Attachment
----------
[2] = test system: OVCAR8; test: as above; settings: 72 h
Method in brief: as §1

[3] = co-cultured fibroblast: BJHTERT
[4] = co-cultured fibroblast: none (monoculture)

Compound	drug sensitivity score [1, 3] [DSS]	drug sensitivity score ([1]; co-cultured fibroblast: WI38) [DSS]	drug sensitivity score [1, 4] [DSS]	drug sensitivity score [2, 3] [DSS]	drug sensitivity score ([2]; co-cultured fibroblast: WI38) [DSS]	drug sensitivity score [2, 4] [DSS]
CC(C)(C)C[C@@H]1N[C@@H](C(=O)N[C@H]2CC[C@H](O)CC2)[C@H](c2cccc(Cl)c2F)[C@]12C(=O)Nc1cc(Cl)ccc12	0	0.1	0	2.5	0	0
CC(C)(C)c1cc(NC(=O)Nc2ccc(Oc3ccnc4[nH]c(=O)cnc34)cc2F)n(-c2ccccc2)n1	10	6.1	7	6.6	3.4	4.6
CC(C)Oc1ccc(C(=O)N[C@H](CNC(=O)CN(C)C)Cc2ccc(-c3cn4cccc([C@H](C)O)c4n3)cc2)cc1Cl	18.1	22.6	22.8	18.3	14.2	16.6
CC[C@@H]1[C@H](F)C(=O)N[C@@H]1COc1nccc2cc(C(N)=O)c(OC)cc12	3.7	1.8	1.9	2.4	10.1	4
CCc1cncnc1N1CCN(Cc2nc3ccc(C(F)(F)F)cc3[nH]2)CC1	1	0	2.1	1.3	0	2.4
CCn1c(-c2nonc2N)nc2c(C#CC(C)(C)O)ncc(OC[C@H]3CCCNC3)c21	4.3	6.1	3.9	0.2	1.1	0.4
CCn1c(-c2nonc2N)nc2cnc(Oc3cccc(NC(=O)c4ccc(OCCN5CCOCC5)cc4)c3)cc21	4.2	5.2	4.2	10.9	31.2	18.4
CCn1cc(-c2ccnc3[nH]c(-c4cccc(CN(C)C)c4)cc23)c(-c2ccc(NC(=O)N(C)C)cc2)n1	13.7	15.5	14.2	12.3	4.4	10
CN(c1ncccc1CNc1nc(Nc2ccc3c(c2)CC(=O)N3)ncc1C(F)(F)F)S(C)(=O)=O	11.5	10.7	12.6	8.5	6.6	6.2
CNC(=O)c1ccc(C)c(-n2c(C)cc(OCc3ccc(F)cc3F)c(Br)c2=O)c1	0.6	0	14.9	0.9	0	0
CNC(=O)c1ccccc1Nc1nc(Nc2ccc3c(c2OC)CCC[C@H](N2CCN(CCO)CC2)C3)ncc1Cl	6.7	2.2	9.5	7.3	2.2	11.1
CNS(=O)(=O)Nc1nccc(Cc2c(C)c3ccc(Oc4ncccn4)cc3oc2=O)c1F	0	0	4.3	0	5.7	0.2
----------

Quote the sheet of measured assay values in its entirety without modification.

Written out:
[2] = test system: OVCAR8; test: as above; settings: 72 h
Method in brief: as §1

[3] = co-cultured fibroblast: BJHTERT
[4] = co-cultured fibroblast: none (monoculture)

Compound	drug sensitivity score [1, 3] [DSS]	drug sensitivity score ([1]; co-cultured fibroblast: WI38) [DSS]	drug sensitivity score [1, 4] [DSS]	drug sensitivity score [2, 3] [DSS]	drug sensitivity score ([2]; co-cultured fibroblast: WI38) [DSS]	drug sensitivity score [2, 4] [DSS]
CC(C)(C)C[C@@H]1N[C@@H](C(=O)N[C@H]2CC[C@H](O)CC2)[C@H](c2cccc(Cl)c2F)[C@]12C(=O)Nc1cc(Cl)ccc12	0	0.1	0	2.5	0	0
CC(C)(C)c1cc(NC(=O)Nc2ccc(Oc3ccnc4[nH]c(=O)cnc34)cc2F)n(-c2ccccc2)n1	10	6.1	7	6.6	3.4	4.6
CC(C)Oc1ccc(C(=O)N[C@H](CNC(=O)CN(C)C)Cc2ccc(-c3cn4cccc([C@H](C)O)c4n3)cc2)cc1Cl	18.1	22.6	22.8	18.3	14.2	16.6
CC[C@@H]1[C@H](F)C(=O)N[C@@H]1COc1nccc2cc(C(N)=O)c(OC)cc12	3.7	1.8	1.9	2.4	10.1	4
CCc1cncnc1N1CCN(Cc2nc3ccc(C(F)(F)F)cc3[nH]2)CC1	1	0	2.1	1.3	0	2.4
CCn1c(-c2nonc2N)nc2c(C#CC(C)(C)O)ncc(OC[C@H]3CCCNC3)c21	4.3	6.1	3.9	0.2	1.1	0.4
CCn1c(-c2nonc2N)nc2cnc(Oc3cccc(NC(=O)c4ccc(OCCN5CCOCC5)cc4)c3)cc21	4.2	5.2	4.2	10.9	31.2	18.4
CCn1cc(-c2ccnc3[nH]c(-c4cccc(CN(C)C)c4)cc23)c(-c2ccc(NC(=O)N(C)C)cc2)n1	13.7	15.5	14.2	12.3	4.4	10
CN(c1ncccc1CNc1nc(Nc2ccc3c(c2)CC(=O)N3)ncc1C(F)(F)F)S(C)(=O)=O	11.5	10.7	12.6	8.5	6.6	6.2
CNC(=O)c1ccc(C)c(-n2c(C)cc(OCc3ccc(F)cc3F)c(Br)c2=O)c1	0.6	0	14.9	0.9	0	0
CNC(=O)c1ccccc1Nc1nc(Nc2ccc3c(c2OC)CCC[C@H](N2CCN(CCO)CC2)C3)ncc1Cl	6.7	2.2	9.5	7.3	2.2	11.1
CNS(=O)(=O)Nc1nccc(Cc2c(C)c3ccc(Oc4ncccn4)cc3oc2=O)c1F	0	0	4.3	0	5.7	0.2